President Trump and Paul Ryan

President Donald Trump shakes hands with House Speaker Paul Ryan, center, while Vice President Mike Pence, left, joins the applause during an event Dec. 20 at the White House marking passage of the GOP tax bill. PHOTO BY MANUEL BALCE CENETA/ASSOCIATED PRESS

Manuel Balce Ceneta

It has always been said of Newt Gingrich that the former speaker of the House is what a stupid person thinks a smart person sounds like.

So what of the current speaker of the House?

Paul Ryan is what Donald Trump thinks a smart person sounds like.

Buried deep in "Fire and Fury," author Michael Wolff’s blockbuster book on the Trump White House, is a rather lengthy examination of the Trump-Ryan relationship that is damning for both the speaker (who fancies himself as something of a policy wonk) and the president (who, painfully, finds it necessary to claim that he is “a very stable genius”).

In this section of the book, Wolff does not deal in revelations. Rather, he delves more deeply into what we already knew: that Steve Bannon had plotted in the early days of Trump’s presidency to replace Ryan as speaker with an ally of the former White House chief strategist — North Carolina Congressman Mark Meadows, a leader of the right-wing House Freedom Caucus.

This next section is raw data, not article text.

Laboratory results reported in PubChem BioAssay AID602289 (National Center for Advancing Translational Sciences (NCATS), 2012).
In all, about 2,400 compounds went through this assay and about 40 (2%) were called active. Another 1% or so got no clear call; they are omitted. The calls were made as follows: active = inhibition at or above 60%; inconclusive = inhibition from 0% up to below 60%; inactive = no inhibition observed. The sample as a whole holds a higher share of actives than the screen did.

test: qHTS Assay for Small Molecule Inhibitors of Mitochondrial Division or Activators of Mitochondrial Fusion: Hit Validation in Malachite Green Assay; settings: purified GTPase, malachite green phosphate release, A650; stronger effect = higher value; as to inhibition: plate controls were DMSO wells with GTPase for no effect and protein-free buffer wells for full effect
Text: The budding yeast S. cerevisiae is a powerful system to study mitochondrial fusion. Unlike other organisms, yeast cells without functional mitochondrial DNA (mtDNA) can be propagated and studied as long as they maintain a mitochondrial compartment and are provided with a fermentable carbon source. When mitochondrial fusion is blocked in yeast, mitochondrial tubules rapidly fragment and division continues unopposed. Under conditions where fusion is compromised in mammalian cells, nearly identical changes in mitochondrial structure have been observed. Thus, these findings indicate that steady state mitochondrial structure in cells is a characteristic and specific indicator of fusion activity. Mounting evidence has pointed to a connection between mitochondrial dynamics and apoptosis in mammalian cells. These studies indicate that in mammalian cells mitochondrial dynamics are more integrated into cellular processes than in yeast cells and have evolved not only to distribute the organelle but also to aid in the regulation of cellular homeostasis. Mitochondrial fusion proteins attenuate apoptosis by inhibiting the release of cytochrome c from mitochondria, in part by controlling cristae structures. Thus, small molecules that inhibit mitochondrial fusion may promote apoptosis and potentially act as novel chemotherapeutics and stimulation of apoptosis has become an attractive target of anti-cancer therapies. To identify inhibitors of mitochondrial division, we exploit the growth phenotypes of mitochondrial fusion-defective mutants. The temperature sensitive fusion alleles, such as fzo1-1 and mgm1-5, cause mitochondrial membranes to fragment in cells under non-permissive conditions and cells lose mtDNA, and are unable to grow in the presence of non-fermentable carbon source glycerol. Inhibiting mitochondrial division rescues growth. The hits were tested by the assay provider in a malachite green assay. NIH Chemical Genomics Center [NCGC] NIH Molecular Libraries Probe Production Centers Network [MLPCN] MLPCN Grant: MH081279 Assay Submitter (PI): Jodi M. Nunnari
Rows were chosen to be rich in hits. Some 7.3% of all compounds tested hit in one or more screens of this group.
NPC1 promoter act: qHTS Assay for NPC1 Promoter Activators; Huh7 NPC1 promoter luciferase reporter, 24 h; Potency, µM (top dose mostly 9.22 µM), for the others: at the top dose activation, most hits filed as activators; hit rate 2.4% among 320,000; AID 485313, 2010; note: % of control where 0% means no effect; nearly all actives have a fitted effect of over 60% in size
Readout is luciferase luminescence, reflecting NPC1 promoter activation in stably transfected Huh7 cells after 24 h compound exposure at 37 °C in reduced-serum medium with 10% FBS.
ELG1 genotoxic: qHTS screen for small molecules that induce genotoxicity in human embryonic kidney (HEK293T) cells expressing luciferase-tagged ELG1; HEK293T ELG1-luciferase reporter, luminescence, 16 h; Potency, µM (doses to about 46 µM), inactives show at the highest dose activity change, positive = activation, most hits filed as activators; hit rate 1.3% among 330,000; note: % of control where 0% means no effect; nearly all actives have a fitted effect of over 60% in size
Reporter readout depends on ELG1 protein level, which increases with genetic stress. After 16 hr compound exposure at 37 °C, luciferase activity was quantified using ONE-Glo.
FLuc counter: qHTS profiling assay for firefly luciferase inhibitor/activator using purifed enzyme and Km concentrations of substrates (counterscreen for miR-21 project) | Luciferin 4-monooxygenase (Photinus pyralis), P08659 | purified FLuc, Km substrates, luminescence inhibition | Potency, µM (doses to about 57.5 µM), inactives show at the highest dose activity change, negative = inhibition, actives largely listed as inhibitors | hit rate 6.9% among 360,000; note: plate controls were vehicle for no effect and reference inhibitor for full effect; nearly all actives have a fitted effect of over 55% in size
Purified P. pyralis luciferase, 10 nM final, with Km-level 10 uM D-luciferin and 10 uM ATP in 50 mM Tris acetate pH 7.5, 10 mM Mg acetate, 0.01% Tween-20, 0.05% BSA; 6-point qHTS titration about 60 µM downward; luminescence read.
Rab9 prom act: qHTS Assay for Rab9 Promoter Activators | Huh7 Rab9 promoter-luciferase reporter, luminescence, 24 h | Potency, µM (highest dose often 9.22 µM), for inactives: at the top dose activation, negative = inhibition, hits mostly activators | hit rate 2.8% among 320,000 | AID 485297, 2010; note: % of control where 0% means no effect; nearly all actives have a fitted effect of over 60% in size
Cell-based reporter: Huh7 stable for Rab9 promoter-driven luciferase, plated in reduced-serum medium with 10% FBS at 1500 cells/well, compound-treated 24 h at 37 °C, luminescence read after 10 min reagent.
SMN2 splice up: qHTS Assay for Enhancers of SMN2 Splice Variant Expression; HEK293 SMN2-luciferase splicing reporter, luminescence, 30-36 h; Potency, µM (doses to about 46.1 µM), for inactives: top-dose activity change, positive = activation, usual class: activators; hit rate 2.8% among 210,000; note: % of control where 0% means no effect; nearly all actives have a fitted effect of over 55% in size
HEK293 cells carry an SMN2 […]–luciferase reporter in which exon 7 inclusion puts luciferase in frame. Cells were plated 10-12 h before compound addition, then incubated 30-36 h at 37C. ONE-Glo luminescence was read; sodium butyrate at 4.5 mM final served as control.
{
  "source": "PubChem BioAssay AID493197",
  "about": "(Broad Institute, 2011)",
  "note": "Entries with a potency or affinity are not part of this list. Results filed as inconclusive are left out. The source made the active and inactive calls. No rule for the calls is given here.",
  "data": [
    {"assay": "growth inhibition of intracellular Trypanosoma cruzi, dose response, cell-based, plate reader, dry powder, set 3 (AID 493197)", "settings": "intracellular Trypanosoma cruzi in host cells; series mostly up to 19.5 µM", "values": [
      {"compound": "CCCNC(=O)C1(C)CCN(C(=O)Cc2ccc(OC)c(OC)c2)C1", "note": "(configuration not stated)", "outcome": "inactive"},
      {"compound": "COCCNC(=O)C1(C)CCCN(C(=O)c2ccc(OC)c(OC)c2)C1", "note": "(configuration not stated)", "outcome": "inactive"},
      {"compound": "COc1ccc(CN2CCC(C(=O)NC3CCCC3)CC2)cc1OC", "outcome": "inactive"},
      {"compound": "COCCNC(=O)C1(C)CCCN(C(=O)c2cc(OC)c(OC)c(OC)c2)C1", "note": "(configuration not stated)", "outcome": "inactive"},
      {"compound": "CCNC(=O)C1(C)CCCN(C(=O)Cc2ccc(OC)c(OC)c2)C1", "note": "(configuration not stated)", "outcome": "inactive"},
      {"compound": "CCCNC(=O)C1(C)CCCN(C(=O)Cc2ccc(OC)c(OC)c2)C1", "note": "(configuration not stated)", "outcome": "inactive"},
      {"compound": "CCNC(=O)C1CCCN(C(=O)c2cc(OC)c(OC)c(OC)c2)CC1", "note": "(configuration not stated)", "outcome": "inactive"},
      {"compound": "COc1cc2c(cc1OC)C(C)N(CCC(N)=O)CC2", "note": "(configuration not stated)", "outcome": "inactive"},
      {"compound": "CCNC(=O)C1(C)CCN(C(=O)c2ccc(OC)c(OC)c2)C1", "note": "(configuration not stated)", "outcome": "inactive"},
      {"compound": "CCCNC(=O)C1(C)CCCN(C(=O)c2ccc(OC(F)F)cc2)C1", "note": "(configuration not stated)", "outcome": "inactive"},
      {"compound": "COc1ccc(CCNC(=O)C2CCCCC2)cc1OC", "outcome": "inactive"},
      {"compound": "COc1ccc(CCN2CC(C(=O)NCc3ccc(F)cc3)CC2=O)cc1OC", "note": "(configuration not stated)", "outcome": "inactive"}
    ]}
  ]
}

The plot’s success or failure would be decided by Trump. The president had to get on board with the plan and make it clear he wanted Ryan out.

That seemed plausible, as Wolff recounts, because of what the author describes as “Trump’s distaste for Ryan.” Though Trump “had paid no real attention to Ryan’s actual positions,” the president-elect nurtured a very “personal resentment” toward the speaker. “Ryan had become the effective symbol of the Republican establishment’s horror and disbelief about Trump,” writes Wolff. “Adding insult to injury, Ryan had even achieved some moral stature by dissing Trump (and, as usual, he considered anybody’s gain at his expense a double insult).”

What Bannon did not count on was the fact that Trump’s election as president would change Ryan from a perceived rival into a faithful, if agonizingly inept, Trump retainer.